Will Carter's Hamas foray bear fruit?
The former president said Monday that the Islamist militants are prepared to accept the right of Israel to 'live as a neighbor next door in peace.'
After defying the US-led boycott on Hamas by meeting its leaders in Damascus, Syria, former President Jimmy Carter told Israelis in Jerusalem Monday that the Islamist militants assured him they would respect a peace treaty ratified by the Palestinian public.Skip to next paragraph
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Despite this stated shift in Hamas's rejection of a peace treaty with Israel, the Nobel Peace Prize laureate cautioned that he is not about to coax Israel and Hamas together in the same way he shepherded Israelis and Egyptians to their watershed peace treaty in 1979.
"I don't ever intend to be a mediator between any of the disputing groups … that's not my goal," he said in a speech. "I don't have any expectation that I would be an acceptable spokesperson for either the US or Israel."
At the end of his Middle East tour, the remark highlights a key question about President Carter's freelance diplomacy: What value is there to talks with groups like Hamas – called a "terrorist organization" by the US and Israel – when the messenger himself does not speak on anyone's behalf?
Israel and Hamas already have a channel of talks via Egypt, which is being used to negotiate a prisoner swap to free Israeli Cpl. Gilad Shalit from nearly two years of captivity in Gaza. The Egyptians are also thought to be mediating talks on a cease-fire and the reopening of the border between Gaza and Egypt.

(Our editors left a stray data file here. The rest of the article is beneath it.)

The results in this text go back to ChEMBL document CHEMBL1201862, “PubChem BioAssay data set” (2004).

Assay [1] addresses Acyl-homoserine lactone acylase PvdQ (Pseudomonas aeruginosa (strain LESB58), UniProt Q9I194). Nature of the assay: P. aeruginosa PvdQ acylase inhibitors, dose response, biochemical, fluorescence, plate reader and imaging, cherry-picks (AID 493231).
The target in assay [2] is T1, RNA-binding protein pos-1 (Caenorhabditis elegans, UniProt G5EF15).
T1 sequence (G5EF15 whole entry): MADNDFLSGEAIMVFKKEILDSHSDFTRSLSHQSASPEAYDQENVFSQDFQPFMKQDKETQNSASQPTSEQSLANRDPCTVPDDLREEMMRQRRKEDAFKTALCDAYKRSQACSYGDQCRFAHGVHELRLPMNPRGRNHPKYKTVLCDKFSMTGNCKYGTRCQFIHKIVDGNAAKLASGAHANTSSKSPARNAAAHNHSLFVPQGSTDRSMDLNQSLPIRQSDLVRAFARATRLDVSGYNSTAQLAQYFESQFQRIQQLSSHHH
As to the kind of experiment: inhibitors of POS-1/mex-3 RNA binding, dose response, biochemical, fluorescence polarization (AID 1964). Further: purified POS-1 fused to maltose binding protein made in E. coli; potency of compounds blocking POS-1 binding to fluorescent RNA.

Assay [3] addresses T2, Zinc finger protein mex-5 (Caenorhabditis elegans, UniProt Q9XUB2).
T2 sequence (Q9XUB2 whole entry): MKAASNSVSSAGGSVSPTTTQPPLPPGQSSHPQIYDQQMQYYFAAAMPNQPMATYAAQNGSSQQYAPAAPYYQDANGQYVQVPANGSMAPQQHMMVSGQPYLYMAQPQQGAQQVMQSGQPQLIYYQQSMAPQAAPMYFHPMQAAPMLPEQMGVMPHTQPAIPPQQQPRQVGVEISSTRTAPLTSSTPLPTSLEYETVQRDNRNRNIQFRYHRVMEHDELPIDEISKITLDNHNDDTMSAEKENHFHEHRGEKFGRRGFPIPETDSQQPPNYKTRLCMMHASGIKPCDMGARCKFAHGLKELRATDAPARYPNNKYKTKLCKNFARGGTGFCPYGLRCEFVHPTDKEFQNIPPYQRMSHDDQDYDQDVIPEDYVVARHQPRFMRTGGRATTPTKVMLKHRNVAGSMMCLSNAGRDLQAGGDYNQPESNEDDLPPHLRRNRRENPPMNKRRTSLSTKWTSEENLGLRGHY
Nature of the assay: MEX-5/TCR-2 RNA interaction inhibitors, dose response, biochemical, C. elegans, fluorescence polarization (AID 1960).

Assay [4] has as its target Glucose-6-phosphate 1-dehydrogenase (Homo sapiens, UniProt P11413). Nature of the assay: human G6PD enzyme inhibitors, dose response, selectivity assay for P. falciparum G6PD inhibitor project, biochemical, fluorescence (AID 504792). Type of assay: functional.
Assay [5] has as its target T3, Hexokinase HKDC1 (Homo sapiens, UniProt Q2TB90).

Carter, who was snubbed by Israeli Prime Minister Ehud Olmert on the trip, reported that Hamas rejected his suggestion that it declare a unilateral truce with Israel and free Corporal Shalit in return for the release of jailed Hamas political leaders and Palestinian women and children prisoners. But, he said, Hamas did agree to forward a letter from Shalit to his parents and to a two-stage prisoner exchange in which the captured soldier would be transferred to Egypt in between waves of prisoner releases by Israel.
Carter also insisted that Hamas would accept a two-state solution to the Israeli-Palestinian conflict in an accord negotiated by the Palestinian Authority (PA) President Mahmoud Abbas if it were put to a referendum or a Palestinian legislature is elected with a majority in support.
While Hamas leaders have said they support a long-term truce with Israel along the 1967 borders of the West Bank and Gaza, they have consistently rejected a peace treaty.
"This is enormous," says Gershon Baskin, copresident of the Israel Palestine Center for Research and Information. "It's the first indication that Hamas is turning its back on its own covenant of never recognizing Israel."
But Magnus Ranstorp, the author of several books on Hamas, is doubtful that the Islamists have made the ideological shift.